1st The Royal Dragoons

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This article is about the British military unit. For the US unit, see 1st Cavalry Regiment (United States).
Royal Dragoons (1st Dragoons)
Uniform of the 1st Dragoons, 1839
Active 1661–1969
Country  Kingdom of England (1661–1707)
 Kingdom of Great Britain (1707–1800)
 United Kingdom (1801–1969)
Branch Army
Type Cavalry
Motto Spectemur agendo (Let us be judged by our deeds)[1]
Colors Scarlet uniform with blue facings, black plume.[1]
March "The Royals"
Engagements Dettingen, Waterloo, Second Boer War, El Alamein
The 1st Dragoons at the Battle of Waterloo

The Royal Dragoons (1st Dragoons) was a mounted infantry and later a heavy cavalry regiment of the British Army. The regiment was formed in 1661, and served until 1969, when it was amalgamated with the Royal Horse Guards to form The Blues and Royals.[2]

History[edit]

The regiment was first raised as a single troop of veterans of the Parliamentary Army in 1661, shortly thereafter expanded to four troops as the Tangier Horse, taking the name from their service in Tangier.

Three of the four troops of the Tangier's regiment were originally troops in the English Regiment of Light Horse in France attached to the French army of Louis XIV and under the command of Sir Henry Jones. They were constituted in 1672 and after Jones was killed during the siege of Maastricht in 1675, while serving with the Duke of Monmouth, command passed to the Duke. The regiment was recalled to England in 1678 (it was disbanded in France and reformed in England with most of the same officers) with the expectation of fighting in a war against France. In early 1679 it was disbanded and then reformed in June of that year as Gerard's Regiment of Horse (it colonel being Charles Gerard), with most of the same officers and men, to police the Covenanters in Scotland. The regiment was disbanded in late 1679 and three of its captains, John Coy, Thomas Langston and Charles Nedby along with their troopers went out to Tangier in 1680 as reinforcements. When they returned in 1684, they joined the what became a new permanent regiment of the Royal Dragoons.[3]

They were ranked as the 1st Dragoons, the oldest cavalry regiment of the line, in 1674; on their return to England in 1683 the three troops were joined with three newly raised troops and titled The King's Own Royal Regiment of Dragoons, named for Charles II. In 1690 they were renamed as simply The Royal Regiment of Dragoons, and formally titled in 1751 as the 1st (Royal) Regiment of Dragoons. The title was simplified in 1877 to the 1st (Royal) Dragoons. After service in the First World War, the regiment retitled as the 1st The Royal Dragoons in 1921.[2]

The regiment mechanised shortly after the outbreak of the Second World War and was transferred to the Royal Armoured Corps in 1940. The regiment survived the immediate post-war reduction in forces, and was retitled as The Royal Dragoons (1st Dragoons) in 1961, but this name was short-lived; it was amalgamated with the Royal Horse Guards (The Blues), to form The Blues and Royals in 1969.[2][4]

Colonels —with other names for the regiment[edit]

from 1661 Tangier Horse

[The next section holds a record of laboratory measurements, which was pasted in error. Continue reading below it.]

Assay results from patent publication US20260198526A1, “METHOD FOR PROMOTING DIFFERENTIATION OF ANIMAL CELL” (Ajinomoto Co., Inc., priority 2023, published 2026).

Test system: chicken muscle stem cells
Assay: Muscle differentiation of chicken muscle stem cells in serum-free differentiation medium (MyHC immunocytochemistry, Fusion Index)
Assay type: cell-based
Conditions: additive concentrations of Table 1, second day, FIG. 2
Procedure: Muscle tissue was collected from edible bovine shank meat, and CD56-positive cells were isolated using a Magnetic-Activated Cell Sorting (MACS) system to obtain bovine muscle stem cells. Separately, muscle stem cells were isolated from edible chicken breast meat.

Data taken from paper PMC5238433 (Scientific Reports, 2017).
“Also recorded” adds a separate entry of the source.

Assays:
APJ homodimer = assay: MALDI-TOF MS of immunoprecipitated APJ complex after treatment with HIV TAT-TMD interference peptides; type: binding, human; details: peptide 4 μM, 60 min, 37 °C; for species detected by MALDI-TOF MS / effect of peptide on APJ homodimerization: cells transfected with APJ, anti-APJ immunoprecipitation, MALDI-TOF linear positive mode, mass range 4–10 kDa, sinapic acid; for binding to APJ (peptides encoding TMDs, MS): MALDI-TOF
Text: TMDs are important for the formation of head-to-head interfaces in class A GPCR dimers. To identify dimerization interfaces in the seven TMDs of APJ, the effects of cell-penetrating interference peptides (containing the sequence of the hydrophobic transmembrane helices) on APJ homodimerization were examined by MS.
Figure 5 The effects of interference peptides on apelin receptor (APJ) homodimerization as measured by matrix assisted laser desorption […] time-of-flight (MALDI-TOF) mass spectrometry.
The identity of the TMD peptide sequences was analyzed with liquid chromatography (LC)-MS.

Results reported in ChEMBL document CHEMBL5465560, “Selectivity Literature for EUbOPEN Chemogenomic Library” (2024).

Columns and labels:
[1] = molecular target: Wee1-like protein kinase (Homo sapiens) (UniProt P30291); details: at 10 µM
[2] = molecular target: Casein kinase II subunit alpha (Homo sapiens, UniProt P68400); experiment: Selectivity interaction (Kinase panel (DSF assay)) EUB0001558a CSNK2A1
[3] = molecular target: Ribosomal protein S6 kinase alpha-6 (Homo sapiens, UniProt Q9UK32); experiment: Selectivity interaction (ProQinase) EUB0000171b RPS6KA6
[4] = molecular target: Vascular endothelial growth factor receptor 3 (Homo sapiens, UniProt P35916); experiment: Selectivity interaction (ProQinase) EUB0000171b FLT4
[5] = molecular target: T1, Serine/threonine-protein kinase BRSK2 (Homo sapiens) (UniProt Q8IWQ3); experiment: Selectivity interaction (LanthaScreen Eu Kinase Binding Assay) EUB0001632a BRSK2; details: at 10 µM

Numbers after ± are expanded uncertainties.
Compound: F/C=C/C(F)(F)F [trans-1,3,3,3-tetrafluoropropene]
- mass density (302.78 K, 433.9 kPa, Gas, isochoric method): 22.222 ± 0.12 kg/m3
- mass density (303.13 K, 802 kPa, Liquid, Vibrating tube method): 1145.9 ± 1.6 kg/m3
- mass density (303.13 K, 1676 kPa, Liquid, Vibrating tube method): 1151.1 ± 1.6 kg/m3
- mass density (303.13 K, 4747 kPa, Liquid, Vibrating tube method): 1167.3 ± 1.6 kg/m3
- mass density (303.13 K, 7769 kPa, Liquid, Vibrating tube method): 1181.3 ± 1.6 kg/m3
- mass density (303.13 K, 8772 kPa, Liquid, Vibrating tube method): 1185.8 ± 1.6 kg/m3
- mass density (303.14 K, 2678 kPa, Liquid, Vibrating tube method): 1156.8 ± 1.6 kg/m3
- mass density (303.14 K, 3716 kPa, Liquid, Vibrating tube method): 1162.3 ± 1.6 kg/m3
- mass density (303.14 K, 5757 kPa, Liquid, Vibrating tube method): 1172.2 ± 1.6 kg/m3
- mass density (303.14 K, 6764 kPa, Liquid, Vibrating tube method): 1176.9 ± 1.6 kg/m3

from 1674 1st Dragoons
from 1683 The King's Own Royal Regiment of Dragoons
  • 1683–1685 John, Lord Churchill. app. 19 November 1683 —Lord Churchill's Dragoons
  • 1685–1688 Edward, Viscount Cornbury. app. 1 August 1685 —Hyde's Dragoons or Lord Cornbury's Dragoons
  • 1688–1689 Richard Clifford. app. 24 November 1688 —Clifford's Dragoons
from 1690 The Royal Regiment of Dragoons
  • 1689–1694 Edward, Viscount Cornbury. app. 31 December 1688 —Lord Cornbury's Dragoons
  • 1689–1694 Anthony Hayford. app. 1 July 1689 —Hayford's Dragoons
  • 1694–1697 Edward Mathews. app. 24 October 1694 —Mathews' Dragoons
  • 1697–1715 Thomas, Earl of Strafford. app.30 May 1697 —Wentworth's Dragoons or Lord Raby's Dragoons or Earl of Strafford's Dragoons
  • 1715–1721 Richard, Viscount Cobham. app. 13 June 1715 —Temple's Dragoons or Lord Cobham's Dragoons
  • 1721–1723 Sir Charles Hotham. app. 10 April 1721 —Hotham's Dragoons
  • 1723–1739 Humphrey Gore. app. 12 January 1723 —Gore's Dragoons
  • 1739–1740 Charles, Duke of Marlborough. app. 1 September 1739 —Spencer's Dragoons, or Sunderland's Dragoons or Duke of Marlborough's Dragoons
  • 1740–1759 Henry Hawley. app. 10 May 1740 —Hawley's Dragoons

On 1 July 1751 a royal warrant provided that in future regiments would not be known by their colonels' names, but by their "number or rank".

from 1751 1st (Royal) Regiment of Dragoons
from 1877 1st (Royal) Dragoons
from 1921 1st The Royal Dragoons
from 1969 Blues and Royals (Royal Horse Guards and 1st Dragoons) amalgamated with the Royal Horse Guards

See also[edit]

Notes[edit]

References[edit]

Further reading[edit]

  • Ainslie, Charles P.de (1867). The Royal Regiment of Dragoons. Chapman and Hall. 
  • Anglesey, Marquess of (1961). One Leg: The Life of and Letters of henry William Paget, First Marquess of Anglesesy. Jonathon Cape. 
  • Anglesey, Marquess of (1973–1997). A History of the British Cavalry 1816-1939, in 8 vols. Leo Cooper. 
  • Atkinson, C T (1934). The History of Royal Dragoons 1661-1934. Robert Maclehose at Glasgow University Press. 
  • Pitt-Rivers, Julian (1956). The Story of the Royal Dragoons 1938-1945. William Clowes & Sons. 
  • Rocksavage MC, Earl of (1947). A Day's March Nearer Home: Experiences with the Royals 1939-1945. John and Edward Bumpus Ltd. 
  • Watson, J N P (1993). Through Fifteen Reigns. Spellmount. 
  • Woodham-Smith, Cecil (1953). The Reason Why: Behind the Scenes at the Charge of the Light Brigade. Penguin.